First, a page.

Table of Contents
Volume 2014 (2014), Article ID 205215, 12 pages
Research Article

Impact of BMI and Gender on Outcomes in DLBCL Patients Treated with R-CHOP: A Pooled Study from the LYSA

1Service d’Hématologie Clinique, Centre Hospitalier Lyon-Sud, Hospices Civiles de Lyon, 69310 Pierre Bénite, France
2Service d’Hématologie, CHU de Nice, 06000 Nice, France
3Service d’Hématologie Clinique, CHU de Reims, 51100 Reims, France
4Service d’Hématologie, General Hospital St. Jan, B8000 Brugge, Belgium
5Service d’Onco-hématologie, Hôpital Saint Louis, 1700 La Rochelle, France
6Service d’Hématologie Clinique, Institut Jules Bordet, 1000 Bruxelles, Belgium
7Service d’Hématologie, Centre Hospitalier de Mulhouse Hasenrein, 68100 Mulhouse, France
8Service d’Hématologie, Centre Hospitalier Necker, 75015 Paris, France
9Institut Régional du Cancer, 34070 Montpellier, France

Received 21 September 2013; Accepted 17 November 2013; Published 16 January 2014

Academic Editor: Umberto Vitolo

Copyright © 2014 Clémentine Sarkozy et al. This is an open access article distributed under the Creative Commons Attribution License, which permits unrestricted use, distribution, and reproduction in any medium, provided the original work is properly cited.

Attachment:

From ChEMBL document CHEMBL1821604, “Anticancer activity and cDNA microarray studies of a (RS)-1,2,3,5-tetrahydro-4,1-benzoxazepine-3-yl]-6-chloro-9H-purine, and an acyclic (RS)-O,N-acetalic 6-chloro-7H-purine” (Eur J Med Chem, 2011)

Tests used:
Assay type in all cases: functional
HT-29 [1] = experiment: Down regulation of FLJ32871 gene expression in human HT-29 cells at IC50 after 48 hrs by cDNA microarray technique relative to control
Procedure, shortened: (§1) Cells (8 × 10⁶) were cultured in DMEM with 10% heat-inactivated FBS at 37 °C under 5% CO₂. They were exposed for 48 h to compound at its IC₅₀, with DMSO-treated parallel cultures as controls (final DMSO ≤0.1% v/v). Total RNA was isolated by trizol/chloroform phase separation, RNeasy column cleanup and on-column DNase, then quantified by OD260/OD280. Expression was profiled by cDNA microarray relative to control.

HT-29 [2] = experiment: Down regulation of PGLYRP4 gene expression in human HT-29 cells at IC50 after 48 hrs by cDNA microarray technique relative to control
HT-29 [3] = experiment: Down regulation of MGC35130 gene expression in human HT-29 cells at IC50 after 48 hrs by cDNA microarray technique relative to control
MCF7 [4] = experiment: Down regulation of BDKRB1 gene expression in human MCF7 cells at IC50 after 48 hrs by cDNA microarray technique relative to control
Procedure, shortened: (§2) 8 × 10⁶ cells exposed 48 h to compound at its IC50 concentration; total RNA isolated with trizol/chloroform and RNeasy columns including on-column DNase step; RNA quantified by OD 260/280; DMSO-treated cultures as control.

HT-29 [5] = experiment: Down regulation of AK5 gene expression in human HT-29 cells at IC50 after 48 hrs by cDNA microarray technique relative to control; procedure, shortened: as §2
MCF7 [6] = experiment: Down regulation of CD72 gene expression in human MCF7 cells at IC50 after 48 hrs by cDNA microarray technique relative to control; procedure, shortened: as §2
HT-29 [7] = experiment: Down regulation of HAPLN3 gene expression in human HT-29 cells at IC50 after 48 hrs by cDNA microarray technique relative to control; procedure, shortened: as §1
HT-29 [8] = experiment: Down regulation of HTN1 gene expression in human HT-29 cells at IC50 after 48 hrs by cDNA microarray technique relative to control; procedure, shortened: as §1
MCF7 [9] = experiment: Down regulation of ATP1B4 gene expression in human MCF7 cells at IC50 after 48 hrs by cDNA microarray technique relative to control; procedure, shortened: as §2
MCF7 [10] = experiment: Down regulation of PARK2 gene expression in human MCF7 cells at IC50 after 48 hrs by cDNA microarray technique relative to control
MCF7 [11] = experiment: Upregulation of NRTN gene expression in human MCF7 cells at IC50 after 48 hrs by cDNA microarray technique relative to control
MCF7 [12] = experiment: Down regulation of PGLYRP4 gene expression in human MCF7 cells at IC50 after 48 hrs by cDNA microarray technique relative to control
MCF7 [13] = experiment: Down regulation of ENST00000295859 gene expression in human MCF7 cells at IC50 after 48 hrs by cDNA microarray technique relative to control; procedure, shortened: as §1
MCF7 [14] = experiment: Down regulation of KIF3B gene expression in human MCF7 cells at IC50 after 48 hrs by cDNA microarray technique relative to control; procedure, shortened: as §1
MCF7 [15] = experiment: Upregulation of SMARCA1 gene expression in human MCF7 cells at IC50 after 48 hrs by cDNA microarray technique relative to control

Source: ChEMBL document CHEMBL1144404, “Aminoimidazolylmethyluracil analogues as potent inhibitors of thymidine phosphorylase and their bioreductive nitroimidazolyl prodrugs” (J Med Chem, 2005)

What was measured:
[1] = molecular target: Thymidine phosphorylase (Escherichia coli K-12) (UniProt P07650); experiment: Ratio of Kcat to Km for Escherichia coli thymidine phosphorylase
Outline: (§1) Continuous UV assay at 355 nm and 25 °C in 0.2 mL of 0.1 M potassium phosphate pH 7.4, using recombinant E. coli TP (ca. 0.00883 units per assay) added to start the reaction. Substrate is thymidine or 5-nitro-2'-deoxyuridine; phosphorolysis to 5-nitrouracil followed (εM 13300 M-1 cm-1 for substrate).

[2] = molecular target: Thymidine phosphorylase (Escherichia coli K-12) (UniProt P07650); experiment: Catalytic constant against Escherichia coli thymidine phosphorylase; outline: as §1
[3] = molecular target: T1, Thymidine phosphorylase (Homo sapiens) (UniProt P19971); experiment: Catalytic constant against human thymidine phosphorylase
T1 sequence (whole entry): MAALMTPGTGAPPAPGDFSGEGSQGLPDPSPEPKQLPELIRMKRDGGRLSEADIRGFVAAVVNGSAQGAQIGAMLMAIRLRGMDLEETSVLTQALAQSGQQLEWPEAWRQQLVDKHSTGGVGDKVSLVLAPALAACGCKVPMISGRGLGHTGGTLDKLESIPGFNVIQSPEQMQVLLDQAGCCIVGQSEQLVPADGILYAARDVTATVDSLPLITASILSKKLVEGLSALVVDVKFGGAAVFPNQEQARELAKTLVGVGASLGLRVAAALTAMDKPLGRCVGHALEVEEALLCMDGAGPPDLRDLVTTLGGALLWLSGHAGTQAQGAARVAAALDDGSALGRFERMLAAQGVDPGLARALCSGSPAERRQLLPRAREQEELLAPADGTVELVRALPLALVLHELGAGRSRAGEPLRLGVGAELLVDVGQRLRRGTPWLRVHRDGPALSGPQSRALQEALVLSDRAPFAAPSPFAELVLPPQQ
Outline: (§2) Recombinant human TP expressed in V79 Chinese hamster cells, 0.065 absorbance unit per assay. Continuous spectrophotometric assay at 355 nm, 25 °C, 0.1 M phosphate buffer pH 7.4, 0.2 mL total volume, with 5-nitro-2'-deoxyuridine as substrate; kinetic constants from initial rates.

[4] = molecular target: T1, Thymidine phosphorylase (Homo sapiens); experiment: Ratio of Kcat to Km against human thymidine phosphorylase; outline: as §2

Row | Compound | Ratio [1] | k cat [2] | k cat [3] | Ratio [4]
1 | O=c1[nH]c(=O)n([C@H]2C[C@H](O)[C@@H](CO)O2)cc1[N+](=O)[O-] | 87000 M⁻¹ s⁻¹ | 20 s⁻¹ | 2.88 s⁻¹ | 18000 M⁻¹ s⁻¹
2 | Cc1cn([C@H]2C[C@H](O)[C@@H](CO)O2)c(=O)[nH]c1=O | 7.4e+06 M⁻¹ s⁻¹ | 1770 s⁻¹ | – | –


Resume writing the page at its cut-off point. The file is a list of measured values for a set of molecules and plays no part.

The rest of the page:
In diffuse large B-cell lymphoma (DLBCL), the age-adjusted International Prognostic Index (aaIPI) score is currently used to predict patient outcomes and to choose the best therapeutic treatment. Body mass index (BMI) and gender are occasionally sited as prognostic factors; however, their value has never been studied in a large series of patients included in prospective clinical trials in the rituximab era. To assess the impact of BMI and gender on OS and PFS independently of the aaIPI score, we pooled 985 patients that were prospectively included in GELA studies and uniformly treated with R-CHOP. Univariate analysis indicated that high aaIPI and male gender were associated with a worse PFS, whereas high (>25) or low (<18.5) BMI scores were not. High aaIPI score was the only factor predictive for OS. In a multivariate analysis, including aaIPI score, gender, BMI, and interaction between BMI and gender, aaIPI remained the strongest predictive factor, and BMI < 18.5 was significantly associated with a worse OS but not PFS. In conclusion, in the rituximab era, the aaIPI score remains the major predictor of outcome in DLBCL patients; however, male gender and low BMI seem to impact outcome.